Realistic hope should be the legacy of Cop28

1st June 2023

Realistic hope should be the legacy of COP28

The appointment of the UAE’s Sultan Ahmed al-Jaber as Cop president has drawn criticism from some quarters, but progress on the energy transition will require cooperation, not conflict

This article was originally published in Petroleum Economist

It is no longer surprising to see a sudden surge of outrage aimed at specific energy leaders, often amplified by global and social media. Stories of heroes and villains remain popular. . The World Energy Council community has been at the forefront of making energy transitions happen for a century, so has some experience to bring to the table.  

The latest outrage has been aimed at the credibility of the UAE’s appointed COP President, Dr Sultan Al Jaber, following concerns raised by some western legislators. 

It’s easy to join the bandwagon of criticism against a highly visible target, but progress rests on inclusion and sustaining cooperation, not conflict and conflagration.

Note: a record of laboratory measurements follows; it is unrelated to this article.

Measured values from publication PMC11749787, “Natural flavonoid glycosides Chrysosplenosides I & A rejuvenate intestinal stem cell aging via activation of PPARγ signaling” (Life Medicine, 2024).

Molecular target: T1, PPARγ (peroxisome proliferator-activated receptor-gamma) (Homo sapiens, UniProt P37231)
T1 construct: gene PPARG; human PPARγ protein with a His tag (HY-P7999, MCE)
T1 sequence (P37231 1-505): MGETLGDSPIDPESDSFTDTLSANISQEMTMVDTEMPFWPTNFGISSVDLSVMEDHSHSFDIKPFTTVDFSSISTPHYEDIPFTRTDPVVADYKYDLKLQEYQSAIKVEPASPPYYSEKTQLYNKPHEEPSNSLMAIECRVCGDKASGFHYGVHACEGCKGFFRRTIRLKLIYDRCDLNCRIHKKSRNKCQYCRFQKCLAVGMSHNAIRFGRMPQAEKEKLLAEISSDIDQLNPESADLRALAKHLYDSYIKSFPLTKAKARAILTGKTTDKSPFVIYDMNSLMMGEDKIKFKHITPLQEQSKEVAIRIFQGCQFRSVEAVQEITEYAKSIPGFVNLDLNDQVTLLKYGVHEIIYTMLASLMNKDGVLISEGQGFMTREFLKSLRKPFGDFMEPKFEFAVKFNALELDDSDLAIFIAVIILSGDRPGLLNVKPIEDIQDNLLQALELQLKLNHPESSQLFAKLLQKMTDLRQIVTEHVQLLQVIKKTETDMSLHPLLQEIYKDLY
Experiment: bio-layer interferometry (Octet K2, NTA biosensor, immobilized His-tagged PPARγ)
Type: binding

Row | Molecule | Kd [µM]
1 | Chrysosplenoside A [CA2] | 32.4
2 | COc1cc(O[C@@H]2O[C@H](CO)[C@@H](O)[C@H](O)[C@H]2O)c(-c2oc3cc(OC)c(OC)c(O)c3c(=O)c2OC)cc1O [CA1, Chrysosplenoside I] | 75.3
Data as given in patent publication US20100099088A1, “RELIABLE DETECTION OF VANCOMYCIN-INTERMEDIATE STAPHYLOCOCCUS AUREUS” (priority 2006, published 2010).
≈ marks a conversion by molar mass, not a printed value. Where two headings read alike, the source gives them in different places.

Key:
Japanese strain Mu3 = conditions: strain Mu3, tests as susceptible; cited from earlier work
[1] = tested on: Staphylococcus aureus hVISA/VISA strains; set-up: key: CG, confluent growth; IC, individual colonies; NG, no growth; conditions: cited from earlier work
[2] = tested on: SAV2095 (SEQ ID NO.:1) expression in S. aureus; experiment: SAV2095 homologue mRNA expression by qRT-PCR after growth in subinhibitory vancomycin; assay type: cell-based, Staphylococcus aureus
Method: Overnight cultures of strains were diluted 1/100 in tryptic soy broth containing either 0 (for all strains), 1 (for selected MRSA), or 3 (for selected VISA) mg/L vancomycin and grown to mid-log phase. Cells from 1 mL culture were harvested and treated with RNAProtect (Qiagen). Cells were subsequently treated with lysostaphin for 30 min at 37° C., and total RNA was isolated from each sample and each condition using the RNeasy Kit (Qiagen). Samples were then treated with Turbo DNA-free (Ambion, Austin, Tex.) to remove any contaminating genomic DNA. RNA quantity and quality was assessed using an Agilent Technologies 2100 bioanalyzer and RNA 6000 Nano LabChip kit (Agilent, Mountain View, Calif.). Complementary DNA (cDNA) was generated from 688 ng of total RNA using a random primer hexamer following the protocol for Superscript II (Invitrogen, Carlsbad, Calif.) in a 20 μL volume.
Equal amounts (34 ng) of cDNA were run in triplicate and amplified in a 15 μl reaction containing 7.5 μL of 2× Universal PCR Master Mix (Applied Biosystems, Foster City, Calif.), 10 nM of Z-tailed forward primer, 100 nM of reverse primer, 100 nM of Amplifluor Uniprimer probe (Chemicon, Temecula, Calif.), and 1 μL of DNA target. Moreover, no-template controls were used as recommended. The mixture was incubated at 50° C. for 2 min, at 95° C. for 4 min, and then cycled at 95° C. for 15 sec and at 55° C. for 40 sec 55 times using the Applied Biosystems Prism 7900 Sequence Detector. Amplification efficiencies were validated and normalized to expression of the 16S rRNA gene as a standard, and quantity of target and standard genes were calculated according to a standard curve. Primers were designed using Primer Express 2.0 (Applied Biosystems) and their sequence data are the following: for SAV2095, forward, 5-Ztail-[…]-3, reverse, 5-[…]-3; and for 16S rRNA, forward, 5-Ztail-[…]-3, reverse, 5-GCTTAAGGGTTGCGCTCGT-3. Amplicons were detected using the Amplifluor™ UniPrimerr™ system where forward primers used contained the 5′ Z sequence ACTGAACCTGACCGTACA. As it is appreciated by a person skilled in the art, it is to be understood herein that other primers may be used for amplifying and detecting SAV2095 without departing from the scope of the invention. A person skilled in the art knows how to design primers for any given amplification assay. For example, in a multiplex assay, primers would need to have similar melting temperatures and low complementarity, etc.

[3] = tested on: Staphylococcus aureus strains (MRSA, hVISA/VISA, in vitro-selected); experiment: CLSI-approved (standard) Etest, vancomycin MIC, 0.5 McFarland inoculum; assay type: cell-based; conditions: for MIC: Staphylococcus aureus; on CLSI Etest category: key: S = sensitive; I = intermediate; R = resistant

The unwelcome news that the world will overshoot the 1.5oC mark by 2030 does not mean a complete and immediate end to the use of fossil fuels is the only nor the best option. This oversimplification reflects a gross misunderstanding of the situation.  

Instead, all levers must be engaged if we are to ensure this will be a temporary setback, and not a permanent crisis of our own making. Our energy system is not fit for purpose, and requires radical, long-lasting structural change. But the scale and pace of change required can’t occur without the participation and cooperation of existing industries. Oil and gas also need to come to the table in a different way. Dr Sultan has challenged industry leaders to be more progressive, inclusive and humble. It’s rare to see such rallying cries in any industry, and especially in oil and gas which isn’t famed for its humility.